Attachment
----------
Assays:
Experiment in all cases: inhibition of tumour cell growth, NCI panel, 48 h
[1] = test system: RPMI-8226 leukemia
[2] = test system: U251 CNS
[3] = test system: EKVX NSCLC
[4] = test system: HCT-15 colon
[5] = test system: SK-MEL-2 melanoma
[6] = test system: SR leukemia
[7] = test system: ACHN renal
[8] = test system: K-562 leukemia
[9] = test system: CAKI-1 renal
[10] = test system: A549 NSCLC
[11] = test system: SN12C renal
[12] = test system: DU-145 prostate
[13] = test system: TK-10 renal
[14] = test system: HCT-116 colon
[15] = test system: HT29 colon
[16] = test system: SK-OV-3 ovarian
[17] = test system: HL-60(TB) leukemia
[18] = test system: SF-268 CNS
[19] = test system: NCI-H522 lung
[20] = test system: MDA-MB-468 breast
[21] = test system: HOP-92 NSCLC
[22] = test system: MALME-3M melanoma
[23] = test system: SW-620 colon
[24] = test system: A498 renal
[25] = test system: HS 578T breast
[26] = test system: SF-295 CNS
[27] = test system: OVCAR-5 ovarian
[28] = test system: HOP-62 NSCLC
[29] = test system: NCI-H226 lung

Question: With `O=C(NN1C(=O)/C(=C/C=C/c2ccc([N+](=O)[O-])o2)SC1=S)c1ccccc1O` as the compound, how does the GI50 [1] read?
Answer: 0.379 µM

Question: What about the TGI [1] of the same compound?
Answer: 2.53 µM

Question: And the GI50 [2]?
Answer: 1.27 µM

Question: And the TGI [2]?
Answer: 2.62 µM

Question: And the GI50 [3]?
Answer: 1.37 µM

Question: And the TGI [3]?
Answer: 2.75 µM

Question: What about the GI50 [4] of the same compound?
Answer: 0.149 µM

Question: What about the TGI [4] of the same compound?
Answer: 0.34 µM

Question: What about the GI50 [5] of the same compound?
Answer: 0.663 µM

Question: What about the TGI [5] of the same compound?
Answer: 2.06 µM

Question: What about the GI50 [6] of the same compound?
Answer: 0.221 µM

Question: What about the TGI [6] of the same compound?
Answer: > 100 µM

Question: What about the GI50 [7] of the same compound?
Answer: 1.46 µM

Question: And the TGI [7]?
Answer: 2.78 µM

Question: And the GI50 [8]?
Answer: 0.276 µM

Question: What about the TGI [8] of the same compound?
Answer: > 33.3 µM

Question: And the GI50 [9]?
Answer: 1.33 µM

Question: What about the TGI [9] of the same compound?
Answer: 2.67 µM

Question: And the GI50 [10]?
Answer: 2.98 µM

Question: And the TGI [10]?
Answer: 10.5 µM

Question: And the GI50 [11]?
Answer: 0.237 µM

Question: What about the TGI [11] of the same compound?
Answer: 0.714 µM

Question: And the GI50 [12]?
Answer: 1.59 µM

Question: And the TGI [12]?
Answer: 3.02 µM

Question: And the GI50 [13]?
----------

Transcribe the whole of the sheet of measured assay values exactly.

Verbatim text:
Assays:
Experiment in all cases: inhibition of tumour cell growth, NCI panel, 48 h
[1] = test system: RPMI-8226 leukemia
[2] = test system: U251 CNS
[3] = test system: EKVX NSCLC
[4] = test system: HCT-15 colon
[5] = test system: SK-MEL-2 melanoma
[6] = test system: SR leukemia
[7] = test system: ACHN renal
[8] = test system: K-562 leukemia
[9] = test system: CAKI-1 renal
[10] = test system: A549 NSCLC
[11] = test system: SN12C renal
[12] = test system: DU-145 prostate
[13] = test system: TK-10 renal
[14] = test system: HCT-116 colon
[15] = test system: HT29 colon
[16] = test system: SK-OV-3 ovarian
[17] = test system: HL-60(TB) leukemia
[18] = test system: SF-268 CNS
[19] = test system: NCI-H522 lung
[20] = test system: MDA-MB-468 breast
[21] = test system: HOP-92 NSCLC
[22] = test system: MALME-3M melanoma
[23] = test system: SW-620 colon
[24] = test system: A498 renal
[25] = test system: HS 578T breast
[26] = test system: SF-295 CNS
[27] = test system: OVCAR-5 ovarian
[28] = test system: HOP-62 NSCLC
[29] = test system: NCI-H226 lung

Question: With `O=C(NN1C(=O)/C(=C/C=C/c2ccc([N+](=O)[O-])o2)SC1=S)c1ccccc1O` as the compound, how does the GI50 [1] read?
Answer: 0.379 µM

Question: What about the TGI [1] of the same compound?
Answer: 2.53 µM

Question: And the GI50 [2]?
Answer: 1.27 µM

Question: And the TGI [2]?
Answer: 2.62 µM

Question: And the GI50 [3]?
Answer: 1.37 µM

Question: And the TGI [3]?
Answer: 2.75 µM

Question: What about the GI50 [4] of the same compound?
Answer: 0.149 µM

Question: What about the TGI [4] of the same compound?
Answer: 0.34 µM

Question: What about the GI50 [5] of the same compound?
Answer: 0.663 µM

Question: What about the TGI [5] of the same compound?
Answer: 2.06 µM

Question: What about the GI50 [6] of the same compound?
Answer: 0.221 µM

Question: What about the TGI [6] of the same compound?
Answer: > 100 µM

Question: What about the GI50 [7] of the same compound?
Answer: 1.46 µM

Question: And the TGI [7]?
Answer: 2.78 µM

Question: And the GI50 [8]?
Answer: 0.276 µM

Question: What about the TGI [8] of the same compound?
Answer: > 33.3 µM

Question: And the GI50 [9]?
Answer: 1.33 µM

Question: What about the TGI [9] of the same compound?
Answer: 2.67 µM

Question: And the GI50 [10]?
Answer: 2.98 µM

Question: And the TGI [10]?
Answer: 10.5 µM

Question: And the GI50 [11]?
Answer: 0.237 µM

Question: What about the TGI [11] of the same compound?
Answer: 0.714 µM

Question: And the GI50 [12]?
Answer: 1.59 µM

Question: And the TGI [12]?
Answer: 3.02 µM

Question: And the GI50 [13]?